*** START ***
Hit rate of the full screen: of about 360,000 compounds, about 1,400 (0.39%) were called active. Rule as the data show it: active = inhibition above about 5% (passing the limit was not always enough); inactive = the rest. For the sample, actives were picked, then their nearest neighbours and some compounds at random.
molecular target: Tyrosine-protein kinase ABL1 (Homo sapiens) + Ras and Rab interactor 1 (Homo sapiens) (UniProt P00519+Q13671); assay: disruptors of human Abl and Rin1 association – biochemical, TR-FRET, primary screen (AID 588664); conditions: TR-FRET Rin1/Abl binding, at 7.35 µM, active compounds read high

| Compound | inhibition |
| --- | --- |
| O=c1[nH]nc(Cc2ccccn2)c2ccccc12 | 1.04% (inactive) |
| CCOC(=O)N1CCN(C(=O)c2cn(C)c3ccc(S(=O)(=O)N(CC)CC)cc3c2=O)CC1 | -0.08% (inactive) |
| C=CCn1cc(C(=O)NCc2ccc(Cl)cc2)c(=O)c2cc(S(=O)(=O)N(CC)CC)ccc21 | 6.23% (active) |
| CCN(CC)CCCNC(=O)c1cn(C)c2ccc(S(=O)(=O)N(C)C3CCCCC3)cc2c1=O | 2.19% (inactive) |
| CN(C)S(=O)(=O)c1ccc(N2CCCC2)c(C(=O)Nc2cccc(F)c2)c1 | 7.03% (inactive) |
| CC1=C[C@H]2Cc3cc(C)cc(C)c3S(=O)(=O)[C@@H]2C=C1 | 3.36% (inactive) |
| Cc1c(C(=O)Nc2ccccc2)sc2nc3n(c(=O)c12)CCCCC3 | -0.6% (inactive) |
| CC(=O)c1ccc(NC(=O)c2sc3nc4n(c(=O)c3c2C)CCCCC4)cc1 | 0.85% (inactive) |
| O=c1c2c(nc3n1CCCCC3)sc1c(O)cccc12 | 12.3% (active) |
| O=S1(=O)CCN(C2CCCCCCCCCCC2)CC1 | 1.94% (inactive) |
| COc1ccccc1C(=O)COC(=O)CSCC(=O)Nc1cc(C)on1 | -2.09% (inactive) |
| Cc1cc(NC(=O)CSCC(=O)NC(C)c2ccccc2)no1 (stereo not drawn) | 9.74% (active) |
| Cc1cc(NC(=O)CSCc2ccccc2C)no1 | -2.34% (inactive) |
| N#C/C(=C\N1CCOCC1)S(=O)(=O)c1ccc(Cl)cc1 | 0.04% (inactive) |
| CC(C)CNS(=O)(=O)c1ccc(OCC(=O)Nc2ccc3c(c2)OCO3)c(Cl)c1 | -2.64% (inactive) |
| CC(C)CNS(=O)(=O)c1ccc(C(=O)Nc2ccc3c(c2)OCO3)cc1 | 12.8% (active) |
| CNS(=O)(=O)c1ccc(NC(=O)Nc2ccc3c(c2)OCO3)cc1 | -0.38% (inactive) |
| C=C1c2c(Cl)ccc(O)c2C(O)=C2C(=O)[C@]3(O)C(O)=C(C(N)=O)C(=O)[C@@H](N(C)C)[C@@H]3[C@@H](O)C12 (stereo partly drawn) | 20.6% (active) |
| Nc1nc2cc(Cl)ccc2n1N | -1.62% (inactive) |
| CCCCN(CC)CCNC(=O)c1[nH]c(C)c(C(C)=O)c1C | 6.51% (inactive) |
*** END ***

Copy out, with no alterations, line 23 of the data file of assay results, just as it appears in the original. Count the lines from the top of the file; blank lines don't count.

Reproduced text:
| Nc1nc2cc(Cl)ccc2n1N | -1.62% (inactive) |